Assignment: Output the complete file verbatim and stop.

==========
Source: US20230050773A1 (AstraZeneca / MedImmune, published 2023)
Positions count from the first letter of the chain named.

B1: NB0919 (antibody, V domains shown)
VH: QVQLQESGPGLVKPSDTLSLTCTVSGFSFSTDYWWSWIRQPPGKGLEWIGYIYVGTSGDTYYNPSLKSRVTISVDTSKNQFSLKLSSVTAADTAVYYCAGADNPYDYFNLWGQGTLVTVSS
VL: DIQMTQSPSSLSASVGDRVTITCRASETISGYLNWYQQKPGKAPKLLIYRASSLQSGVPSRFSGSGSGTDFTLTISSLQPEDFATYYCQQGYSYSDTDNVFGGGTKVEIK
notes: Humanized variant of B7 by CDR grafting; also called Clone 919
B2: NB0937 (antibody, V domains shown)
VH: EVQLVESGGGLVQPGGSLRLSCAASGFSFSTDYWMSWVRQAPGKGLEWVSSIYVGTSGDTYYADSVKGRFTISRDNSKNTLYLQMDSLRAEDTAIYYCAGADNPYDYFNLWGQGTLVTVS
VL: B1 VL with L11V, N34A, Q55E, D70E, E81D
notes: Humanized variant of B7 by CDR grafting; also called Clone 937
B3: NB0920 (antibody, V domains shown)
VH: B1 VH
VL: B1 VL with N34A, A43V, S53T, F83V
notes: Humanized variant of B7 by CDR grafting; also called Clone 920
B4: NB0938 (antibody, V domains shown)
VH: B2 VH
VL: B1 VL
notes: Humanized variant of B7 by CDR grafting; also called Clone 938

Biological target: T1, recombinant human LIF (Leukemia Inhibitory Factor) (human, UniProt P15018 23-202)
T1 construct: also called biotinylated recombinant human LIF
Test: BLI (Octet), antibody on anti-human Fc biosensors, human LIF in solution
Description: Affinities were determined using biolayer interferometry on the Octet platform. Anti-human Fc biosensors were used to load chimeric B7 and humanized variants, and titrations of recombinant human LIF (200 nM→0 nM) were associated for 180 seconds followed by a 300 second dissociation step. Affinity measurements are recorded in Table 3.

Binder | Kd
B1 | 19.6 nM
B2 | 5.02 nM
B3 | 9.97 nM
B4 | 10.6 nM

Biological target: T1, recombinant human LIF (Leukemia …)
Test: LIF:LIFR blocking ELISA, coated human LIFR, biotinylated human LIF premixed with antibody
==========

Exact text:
Source: US20230050773A1 (AstraZeneca / MedImmune, published 2023)
Positions count from the first letter of the chain named.

B1: NB0919 (antibody, V domains shown)
VH: QVQLQESGPGLVKPSDTLSLTCTVSGFSFSTDYWWSWIRQPPGKGLEWIGYIYVGTSGDTYYNPSLKSRVTISVDTSKNQFSLKLSSVTAADTAVYYCAGADNPYDYFNLWGQGTLVTVSS
VL: DIQMTQSPSSLSASVGDRVTITCRASETISGYLNWYQQKPGKAPKLLIYRASSLQSGVPSRFSGSGSGTDFTLTISSLQPEDFATYYCQQGYSYSDTDNVFGGGTKVEIK
notes: Humanized variant of B7 by CDR grafting; also called Clone 919
B2: NB0937 (antibody, V domains shown)
VH: EVQLVESGGGLVQPGGSLRLSCAASGFSFSTDYWMSWVRQAPGKGLEWVSSIYVGTSGDTYYADSVKGRFTISRDNSKNTLYLQMDSLRAEDTAIYYCAGADNPYDYFNLWGQGTLVTVS
VL: B1 VL with L11V, N34A, Q55E, D70E, E81D
notes: Humanized variant of B7 by CDR grafting; also called Clone 937
B3: NB0920 (antibody, V domains shown)
VH: B1 VH
VL: B1 VL with N34A, A43V, S53T, F83V
notes: Humanized variant of B7 by CDR grafting; also called Clone 920
B4: NB0938 (antibody, V domains shown)
VH: B2 VH
VL: B1 VL
notes: Humanized variant of B7 by CDR grafting; also called Clone 938

Biological target: T1, recombinant human LIF (Leukemia Inhibitory Factor) (human, UniProt P15018 23-202)
T1 construct: also called biotinylated recombinant human LIF
Test: BLI (Octet), antibody on anti-human Fc biosensors, human LIF in solution
Description: Affinities were determined using biolayer interferometry on the Octet platform. Anti-human Fc biosensors were used to load chimeric B7 and humanized variants, and titrations of recombinant human LIF (200 nM→0 nM) were associated for 180 seconds followed by a 300 second dissociation step. Affinity measurements are recorded in Table 3.

Binder | Kd
B1 | 19.6 nM
B2 | 5.02 nM
B3 | 9.97 nM
B4 | 10.6 nM

Biological target: T1, recombinant human LIF (Leukemia …)
Test: LIF:LIFR blocking ELISA, coated human LIFR, biotinylated human LIF premixed with antibody